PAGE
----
Yukon Archives celebrates 50 years with open house and artist-in-residence program

An open house was held this past Saturday at Yukon Archives to mark its 50th anniversary.

Featuring remarks from Minister Nils Clarke on behalf of Minister of Tourism and Culture Ranj Pillai, Territorial Archivist David Schlosser, Friends of the Yukon Archives Society President Julie Ourom and former Yukon Department of Heritage and Culture Deputy Minister Garth Graham, the event also included tours of the Archives’ various collections and specialized storage facilities, as well as birthday cake and refreshments.

Yukon Archives has also announced an Artist-in-Residence Program to mark the occasion. Through this unique opportunity, the selected artist, or artists, will be able to experience and utilize the various materials, facilities and services Yukon Archives has to offer, with their final work officially exhibited upon completion.

Open to professional and emerging artists from varying disciplines and practices, the successful applicant will receive a $3,000 honorarium (plus up to $2,000 for travel, accommodation and subsistence for artists residing outside of Whitehorse where applicable), a dedicated work and exhibition space, and access to the Archives’ holdings and research assistance from its staff.

Applications can be submitted until January 31, 2023. Guidelines and application forms can be found at yukon.ca/art-competitions.

Established in 1972, Yukon Archives preserves the documentary heritage of lives and moments that have shaped the territory. From the memorabilia of citizens and passersby, to official government records marking defining moments in the territory’s evolution, the Archives ensures that the Yukon’s history is acquired and shared through as many perspectives as possible.

On behalf of the Government of Yukon, congratulations and thank you to all the Archives staff, past and present, for their expert conservancy of the Yukon’s documentary heritage over the last 50 years. We also recognize the contributions of the Friends of the Yukon Archives Society, and the many Yukoners who have helped to bring the Yukon’s past to life by donating and accessing records to share the territory’s incredible stories with all of us.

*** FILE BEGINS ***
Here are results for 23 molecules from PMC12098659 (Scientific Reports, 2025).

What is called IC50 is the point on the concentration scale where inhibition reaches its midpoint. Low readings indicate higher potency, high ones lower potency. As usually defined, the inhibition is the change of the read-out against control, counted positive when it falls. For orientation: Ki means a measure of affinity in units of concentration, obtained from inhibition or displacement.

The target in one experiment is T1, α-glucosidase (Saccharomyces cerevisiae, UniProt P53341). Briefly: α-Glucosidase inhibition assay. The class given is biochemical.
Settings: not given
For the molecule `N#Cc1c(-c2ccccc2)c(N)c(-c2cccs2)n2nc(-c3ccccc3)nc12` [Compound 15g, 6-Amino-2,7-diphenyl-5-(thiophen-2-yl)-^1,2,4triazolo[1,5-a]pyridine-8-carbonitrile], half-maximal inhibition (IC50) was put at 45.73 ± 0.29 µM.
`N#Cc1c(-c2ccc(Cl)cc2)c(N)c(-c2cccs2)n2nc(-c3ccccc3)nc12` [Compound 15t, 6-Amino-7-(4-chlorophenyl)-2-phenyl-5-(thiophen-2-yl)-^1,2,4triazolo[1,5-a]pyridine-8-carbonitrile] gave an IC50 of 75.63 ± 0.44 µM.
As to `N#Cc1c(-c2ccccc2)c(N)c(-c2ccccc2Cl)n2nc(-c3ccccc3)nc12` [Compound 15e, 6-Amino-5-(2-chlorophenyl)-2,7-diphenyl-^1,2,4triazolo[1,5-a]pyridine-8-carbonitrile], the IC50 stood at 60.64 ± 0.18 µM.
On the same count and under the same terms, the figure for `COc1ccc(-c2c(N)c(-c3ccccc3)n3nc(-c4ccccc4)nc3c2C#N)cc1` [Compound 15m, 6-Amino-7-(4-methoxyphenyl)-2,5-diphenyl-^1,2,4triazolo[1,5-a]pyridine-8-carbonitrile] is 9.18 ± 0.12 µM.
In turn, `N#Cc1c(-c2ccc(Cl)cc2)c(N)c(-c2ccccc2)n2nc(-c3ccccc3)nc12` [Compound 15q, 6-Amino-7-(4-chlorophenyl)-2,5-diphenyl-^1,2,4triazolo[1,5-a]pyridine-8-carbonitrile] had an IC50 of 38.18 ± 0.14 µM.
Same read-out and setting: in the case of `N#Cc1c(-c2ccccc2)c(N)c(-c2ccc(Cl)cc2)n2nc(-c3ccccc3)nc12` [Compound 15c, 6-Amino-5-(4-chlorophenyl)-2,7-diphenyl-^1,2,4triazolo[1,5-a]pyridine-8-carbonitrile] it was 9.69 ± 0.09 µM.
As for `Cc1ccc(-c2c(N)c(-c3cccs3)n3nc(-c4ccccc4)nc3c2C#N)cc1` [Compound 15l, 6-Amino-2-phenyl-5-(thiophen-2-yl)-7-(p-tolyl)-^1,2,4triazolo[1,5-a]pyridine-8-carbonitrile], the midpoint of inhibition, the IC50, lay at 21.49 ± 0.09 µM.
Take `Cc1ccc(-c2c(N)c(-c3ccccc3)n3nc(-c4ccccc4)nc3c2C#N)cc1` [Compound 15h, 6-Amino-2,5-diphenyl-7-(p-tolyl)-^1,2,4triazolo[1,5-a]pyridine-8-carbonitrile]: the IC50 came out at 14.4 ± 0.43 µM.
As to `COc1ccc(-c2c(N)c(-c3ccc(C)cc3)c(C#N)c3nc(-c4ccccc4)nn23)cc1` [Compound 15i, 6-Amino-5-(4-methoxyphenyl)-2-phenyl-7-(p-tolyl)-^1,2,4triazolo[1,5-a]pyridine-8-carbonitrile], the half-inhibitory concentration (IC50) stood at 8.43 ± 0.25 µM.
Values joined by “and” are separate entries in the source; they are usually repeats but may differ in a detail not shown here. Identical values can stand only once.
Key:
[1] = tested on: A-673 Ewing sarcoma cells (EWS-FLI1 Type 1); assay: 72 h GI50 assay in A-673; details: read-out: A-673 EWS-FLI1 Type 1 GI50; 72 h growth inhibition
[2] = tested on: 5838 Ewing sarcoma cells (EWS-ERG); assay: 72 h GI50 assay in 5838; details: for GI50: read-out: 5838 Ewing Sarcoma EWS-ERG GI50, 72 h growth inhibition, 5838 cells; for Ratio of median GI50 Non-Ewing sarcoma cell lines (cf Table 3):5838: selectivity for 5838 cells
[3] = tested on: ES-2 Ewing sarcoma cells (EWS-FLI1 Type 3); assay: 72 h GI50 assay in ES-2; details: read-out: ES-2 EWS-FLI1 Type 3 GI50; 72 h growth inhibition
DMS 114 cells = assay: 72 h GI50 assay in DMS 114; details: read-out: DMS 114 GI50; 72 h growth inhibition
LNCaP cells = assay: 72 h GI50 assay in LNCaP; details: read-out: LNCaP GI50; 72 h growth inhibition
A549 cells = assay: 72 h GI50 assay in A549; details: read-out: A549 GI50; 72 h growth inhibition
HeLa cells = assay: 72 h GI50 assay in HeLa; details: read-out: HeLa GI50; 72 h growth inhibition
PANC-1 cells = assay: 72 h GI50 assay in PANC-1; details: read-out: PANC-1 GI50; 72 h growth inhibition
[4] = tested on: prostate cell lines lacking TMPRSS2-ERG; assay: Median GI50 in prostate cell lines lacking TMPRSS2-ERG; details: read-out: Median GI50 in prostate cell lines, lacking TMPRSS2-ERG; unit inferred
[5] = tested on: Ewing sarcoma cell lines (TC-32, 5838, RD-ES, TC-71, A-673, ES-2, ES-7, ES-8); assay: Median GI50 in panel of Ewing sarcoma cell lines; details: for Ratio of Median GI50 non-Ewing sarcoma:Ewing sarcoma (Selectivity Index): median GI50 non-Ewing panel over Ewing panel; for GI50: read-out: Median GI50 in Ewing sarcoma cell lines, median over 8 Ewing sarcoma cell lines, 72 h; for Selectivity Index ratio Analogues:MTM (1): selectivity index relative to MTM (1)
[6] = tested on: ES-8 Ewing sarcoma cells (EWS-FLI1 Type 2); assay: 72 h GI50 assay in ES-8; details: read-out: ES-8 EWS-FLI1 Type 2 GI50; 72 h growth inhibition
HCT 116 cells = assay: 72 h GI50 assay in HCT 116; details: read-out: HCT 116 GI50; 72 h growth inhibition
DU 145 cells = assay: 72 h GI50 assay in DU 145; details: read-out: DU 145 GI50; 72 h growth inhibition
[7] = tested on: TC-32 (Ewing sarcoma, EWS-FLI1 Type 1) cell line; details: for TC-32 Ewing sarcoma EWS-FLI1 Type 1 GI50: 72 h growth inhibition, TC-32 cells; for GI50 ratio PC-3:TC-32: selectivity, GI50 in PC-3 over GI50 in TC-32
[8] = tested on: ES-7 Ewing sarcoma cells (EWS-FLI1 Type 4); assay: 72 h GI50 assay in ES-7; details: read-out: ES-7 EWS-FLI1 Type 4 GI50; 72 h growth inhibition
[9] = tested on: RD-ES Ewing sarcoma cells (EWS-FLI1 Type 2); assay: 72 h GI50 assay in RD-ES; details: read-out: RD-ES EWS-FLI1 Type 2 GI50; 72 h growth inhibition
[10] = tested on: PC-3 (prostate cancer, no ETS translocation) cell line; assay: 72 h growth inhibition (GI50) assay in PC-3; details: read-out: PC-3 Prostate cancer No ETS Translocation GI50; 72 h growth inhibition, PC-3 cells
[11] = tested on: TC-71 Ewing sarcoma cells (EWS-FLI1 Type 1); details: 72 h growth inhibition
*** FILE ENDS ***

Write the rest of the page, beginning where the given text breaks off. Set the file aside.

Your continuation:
Minister of Tourism and Culture Ranj Pillai

Being President of the Friends of Yukon Archives Society has given me the incredible opportunity to work both with Yukon Archives and my fellow board members to acquire, preserve and promote Yukon’s documentary heritage. Amazing collections have been developed over the past 50 years, in large part through people and organizations who have entrusted Yukon Archives with precious and unique materials. Safeguarded in Yukon’s state-of-the-art preservation and research facility, these records are managed and made accessible by the expert and enthusiastic staff. Yukon Archives is known and respected world-wide. We welcome everyone to visit and experience our treasure trove of Yukon’s history.

Friends of the Yukon Archives Society President Julie Ourom

Quick facts 
  • Yukon Archives was established to acquire, preserve and make available the territory’s documentary resources including textual, photographic, audiovisual and cartographic records regardless of physical form or characteristic.

  • Yukon Archives receives donations from individuals, families, businesses and organizations, as well as transfers of records from government departments.

  • A detailed account of Yukon Archives’ history can be found in For the Record: Yukon Archives 1972–2012 

  • This year also marks the 25th anniversary of the Friends of Yukon Archives Society, who assist and advise the Yukon Archives in preserving Yukon’s past.


Renée Francoeur
Cabinet Communications

Cameron Webber
Communications, Tourism and Culture

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